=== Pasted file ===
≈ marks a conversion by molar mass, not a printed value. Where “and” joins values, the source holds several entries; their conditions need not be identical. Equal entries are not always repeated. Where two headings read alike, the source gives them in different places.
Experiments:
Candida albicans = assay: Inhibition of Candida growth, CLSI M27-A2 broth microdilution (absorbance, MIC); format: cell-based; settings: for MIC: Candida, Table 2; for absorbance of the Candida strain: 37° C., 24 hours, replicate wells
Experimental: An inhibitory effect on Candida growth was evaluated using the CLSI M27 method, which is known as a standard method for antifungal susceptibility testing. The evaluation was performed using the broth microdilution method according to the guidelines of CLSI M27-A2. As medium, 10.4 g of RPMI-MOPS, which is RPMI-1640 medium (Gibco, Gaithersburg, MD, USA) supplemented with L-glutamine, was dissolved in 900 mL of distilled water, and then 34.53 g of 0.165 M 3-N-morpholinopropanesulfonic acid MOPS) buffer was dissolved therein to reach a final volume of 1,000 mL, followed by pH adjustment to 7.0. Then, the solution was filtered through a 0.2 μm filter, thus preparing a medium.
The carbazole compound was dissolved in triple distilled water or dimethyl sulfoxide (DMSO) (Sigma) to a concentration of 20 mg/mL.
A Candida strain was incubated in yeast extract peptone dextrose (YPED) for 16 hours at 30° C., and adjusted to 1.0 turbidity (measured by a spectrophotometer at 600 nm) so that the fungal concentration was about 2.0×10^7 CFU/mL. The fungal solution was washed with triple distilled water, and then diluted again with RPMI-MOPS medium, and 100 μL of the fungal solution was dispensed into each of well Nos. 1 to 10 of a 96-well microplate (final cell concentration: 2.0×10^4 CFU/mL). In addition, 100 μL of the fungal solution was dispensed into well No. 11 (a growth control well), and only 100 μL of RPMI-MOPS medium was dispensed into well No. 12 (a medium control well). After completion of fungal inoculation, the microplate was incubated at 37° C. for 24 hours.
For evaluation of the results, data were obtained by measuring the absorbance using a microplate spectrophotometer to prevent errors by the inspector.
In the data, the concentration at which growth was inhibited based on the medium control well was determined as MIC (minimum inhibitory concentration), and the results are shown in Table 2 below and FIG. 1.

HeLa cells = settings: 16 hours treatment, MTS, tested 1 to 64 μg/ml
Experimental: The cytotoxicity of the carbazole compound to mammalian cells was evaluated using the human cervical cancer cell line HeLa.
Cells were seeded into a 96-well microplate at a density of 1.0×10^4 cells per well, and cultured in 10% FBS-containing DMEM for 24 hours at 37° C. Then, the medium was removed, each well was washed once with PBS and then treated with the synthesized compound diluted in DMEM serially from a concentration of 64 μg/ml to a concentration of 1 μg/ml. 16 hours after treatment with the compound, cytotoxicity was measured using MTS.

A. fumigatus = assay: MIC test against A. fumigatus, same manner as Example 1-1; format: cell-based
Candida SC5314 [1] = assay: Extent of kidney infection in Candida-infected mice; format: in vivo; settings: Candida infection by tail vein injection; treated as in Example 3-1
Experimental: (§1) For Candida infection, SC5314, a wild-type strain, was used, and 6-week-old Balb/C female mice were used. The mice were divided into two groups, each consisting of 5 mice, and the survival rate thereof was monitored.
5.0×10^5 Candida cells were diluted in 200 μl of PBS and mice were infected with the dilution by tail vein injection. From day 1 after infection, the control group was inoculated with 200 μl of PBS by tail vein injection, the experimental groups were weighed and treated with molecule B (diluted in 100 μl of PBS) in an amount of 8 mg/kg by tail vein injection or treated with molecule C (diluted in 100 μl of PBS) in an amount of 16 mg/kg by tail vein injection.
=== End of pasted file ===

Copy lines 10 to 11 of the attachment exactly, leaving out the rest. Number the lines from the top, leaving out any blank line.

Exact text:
Experimental: The cytotoxicity of the carbazole compound to mammalian cells was evaluated using the human cervical cancer cell line HeLa.
Cells were seeded into a 96-well microplate at a density of 1.0×10^4 cells per well, and cultured in 10% FBS-containing DMEM for 24 hours at 37° C. Then, the medium was removed, each well was washed once with PBS and then treated with the synthesized compound diluted in DMEM serially from a concentration of 64 μg/ml to a concentration of 1 μg/ml. 16 hours after treatment with the compound, cytotoxicity was measured using MTS.